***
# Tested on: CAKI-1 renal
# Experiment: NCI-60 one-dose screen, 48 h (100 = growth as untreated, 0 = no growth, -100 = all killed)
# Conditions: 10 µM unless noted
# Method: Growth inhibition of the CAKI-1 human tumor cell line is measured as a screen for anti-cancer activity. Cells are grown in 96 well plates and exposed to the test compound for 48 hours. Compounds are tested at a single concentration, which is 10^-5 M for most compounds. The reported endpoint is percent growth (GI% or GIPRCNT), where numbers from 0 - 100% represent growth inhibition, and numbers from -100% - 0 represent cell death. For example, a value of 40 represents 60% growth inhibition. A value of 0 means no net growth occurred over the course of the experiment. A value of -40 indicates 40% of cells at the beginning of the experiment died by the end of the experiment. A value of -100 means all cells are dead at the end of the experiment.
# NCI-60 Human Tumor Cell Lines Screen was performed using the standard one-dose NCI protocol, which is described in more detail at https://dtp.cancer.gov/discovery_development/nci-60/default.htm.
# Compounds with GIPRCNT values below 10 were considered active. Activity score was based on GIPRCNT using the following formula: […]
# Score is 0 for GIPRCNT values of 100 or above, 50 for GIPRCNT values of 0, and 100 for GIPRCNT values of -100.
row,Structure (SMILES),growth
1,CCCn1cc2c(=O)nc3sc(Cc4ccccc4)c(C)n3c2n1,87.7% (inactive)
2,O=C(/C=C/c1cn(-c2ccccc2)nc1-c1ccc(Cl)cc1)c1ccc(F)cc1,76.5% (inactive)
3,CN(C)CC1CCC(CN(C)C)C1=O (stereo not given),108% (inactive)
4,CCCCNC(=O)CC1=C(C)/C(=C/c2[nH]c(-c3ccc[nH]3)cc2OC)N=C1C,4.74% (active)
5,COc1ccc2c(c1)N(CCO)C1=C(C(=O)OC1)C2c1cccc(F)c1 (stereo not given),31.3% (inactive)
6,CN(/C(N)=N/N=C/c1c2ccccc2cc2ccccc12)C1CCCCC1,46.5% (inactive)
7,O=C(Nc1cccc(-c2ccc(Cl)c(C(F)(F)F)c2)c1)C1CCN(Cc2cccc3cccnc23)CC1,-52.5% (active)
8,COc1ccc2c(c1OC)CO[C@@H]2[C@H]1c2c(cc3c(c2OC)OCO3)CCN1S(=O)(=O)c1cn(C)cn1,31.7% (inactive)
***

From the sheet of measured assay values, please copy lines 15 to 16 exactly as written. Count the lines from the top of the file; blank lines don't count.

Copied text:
7,O=C(Nc1cccc(-c2ccc(Cl)c(C(F)(F)F)c2)c1)C1CCN(Cc2cccc3cccnc23)CC1,-52.5% (active)
8,COc1ccc2c(c1OC)CO[C@@H]2[C@H]1c2c(cc3c(c2OC)OCO3)CCN1S(=O)(=O)c1cn(C)cn1,31.7% (inactive)